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Unions 2000 Saturday, 22 April, 2000, 12:28 GMT 13:28 UK
Delegates walk out on May
theresa may
Theresa May: Attack on performance pay
Teachers at the NUT conference staged a small walkout during a speech by the Shadow Education Secretary, Theresa May.

As the Conservative education spokeswoman took to the stage at the annual conference of the National Union of Teachers, in Harrogate, several dozen delegates left the hall in a silent protest.

But after initial heckling - which subsided into low-level groaning and ostentatious reading of newspapers - Ms May delivered a speech attacking the government's proposals to introduce performance-related pay for teachers.

While rejecting proposals for a one-day strike, Ms May called for the scrapping of the government's plans to reward effective teachers with an increase of up to 2,000 per year.

The appraisal system proposed by the government, and strongly opposed by the union, was not a "proper and recognised way for assessing performance".

'Cumbersome'

"The performance related pay scheme being introduced by the government is over-centralised, bureaucratic, cumbersome and expensive," she said.

"It is being pushed through too quickly and there has been inadequate training and too much money spent on administration."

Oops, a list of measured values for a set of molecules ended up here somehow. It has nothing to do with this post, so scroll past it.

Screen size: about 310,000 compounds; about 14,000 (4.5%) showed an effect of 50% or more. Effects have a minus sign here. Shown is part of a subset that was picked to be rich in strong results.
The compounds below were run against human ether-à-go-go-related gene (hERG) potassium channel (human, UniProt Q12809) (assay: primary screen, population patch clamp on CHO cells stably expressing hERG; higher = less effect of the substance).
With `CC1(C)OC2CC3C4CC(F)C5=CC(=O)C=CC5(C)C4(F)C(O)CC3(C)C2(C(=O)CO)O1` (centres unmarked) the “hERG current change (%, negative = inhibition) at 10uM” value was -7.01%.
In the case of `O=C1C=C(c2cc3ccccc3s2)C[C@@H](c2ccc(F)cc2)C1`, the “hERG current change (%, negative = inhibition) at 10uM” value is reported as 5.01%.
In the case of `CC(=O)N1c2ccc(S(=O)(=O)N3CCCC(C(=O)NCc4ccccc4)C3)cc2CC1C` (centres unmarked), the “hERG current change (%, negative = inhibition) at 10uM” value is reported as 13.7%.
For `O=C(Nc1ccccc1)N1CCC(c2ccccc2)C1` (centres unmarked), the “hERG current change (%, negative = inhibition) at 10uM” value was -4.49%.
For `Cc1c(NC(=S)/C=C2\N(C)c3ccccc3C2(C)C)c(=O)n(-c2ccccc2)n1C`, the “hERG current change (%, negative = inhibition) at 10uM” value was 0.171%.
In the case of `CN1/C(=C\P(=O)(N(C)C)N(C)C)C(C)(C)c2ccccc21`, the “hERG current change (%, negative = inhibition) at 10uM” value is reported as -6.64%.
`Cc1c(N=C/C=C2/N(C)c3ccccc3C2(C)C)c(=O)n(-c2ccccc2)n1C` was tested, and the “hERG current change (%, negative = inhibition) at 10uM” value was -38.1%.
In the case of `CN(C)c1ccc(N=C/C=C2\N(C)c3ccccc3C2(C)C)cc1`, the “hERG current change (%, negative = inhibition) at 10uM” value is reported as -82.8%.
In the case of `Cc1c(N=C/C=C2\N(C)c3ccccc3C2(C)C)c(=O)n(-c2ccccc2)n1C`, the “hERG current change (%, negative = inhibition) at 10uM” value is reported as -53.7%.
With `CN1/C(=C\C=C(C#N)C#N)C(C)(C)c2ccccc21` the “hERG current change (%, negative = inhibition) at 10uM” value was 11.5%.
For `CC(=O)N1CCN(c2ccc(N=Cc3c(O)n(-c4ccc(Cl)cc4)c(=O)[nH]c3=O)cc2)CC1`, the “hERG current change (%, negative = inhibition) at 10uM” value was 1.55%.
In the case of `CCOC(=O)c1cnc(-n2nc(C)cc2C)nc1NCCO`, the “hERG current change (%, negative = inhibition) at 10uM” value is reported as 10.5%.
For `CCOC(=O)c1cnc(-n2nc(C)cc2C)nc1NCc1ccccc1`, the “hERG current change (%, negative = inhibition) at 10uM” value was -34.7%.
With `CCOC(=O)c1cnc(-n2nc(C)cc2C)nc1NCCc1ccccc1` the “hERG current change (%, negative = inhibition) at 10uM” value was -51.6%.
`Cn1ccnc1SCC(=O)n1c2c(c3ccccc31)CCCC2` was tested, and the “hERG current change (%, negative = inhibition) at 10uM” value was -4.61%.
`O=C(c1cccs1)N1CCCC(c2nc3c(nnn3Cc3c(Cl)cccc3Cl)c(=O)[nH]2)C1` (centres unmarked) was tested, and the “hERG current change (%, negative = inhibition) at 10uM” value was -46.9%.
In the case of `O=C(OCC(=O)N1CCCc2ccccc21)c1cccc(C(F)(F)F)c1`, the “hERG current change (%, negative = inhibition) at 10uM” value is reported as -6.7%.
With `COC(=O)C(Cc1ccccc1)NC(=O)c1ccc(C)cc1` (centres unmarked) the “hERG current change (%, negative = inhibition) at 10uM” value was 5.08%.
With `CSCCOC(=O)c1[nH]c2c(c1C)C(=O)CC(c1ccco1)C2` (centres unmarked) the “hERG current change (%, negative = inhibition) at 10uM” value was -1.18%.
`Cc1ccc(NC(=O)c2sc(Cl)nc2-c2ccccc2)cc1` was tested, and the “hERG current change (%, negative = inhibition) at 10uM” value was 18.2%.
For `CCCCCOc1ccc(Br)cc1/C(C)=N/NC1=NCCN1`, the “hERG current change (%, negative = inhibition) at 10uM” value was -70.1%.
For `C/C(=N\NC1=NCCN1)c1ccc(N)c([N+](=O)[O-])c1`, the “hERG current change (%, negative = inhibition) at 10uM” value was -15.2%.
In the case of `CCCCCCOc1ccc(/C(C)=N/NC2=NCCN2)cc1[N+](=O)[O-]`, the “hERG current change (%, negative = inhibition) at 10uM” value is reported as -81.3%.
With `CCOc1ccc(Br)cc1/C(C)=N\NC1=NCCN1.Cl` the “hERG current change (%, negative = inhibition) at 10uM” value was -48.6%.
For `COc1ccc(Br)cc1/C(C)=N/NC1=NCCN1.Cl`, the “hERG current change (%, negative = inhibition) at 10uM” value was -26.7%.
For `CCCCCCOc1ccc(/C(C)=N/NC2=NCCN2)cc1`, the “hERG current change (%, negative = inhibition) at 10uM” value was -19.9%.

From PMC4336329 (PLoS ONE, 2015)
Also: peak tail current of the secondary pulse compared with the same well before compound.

The performance pay system about to be introduced was not really a way of rewarding performance at all, she said, but was a politically expedient way of giving a pay rise to only a proportion of the profession.

Ms May also attacked the number of initiatives being launched by the government, which she said burdened schools with too much bureaucracy and gave teachers an unnecessarily heavy workload.

This increased workload - and the government's "political targets" for improving school test results - were placing too much pressure and stress on schools and individual teachers.

These Department for Education schemes were "centralisation gone mad" and would be overturned under a future Conservative government, said Ms May.

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Theresa May
"We will let teachers get on with the job of teaching."
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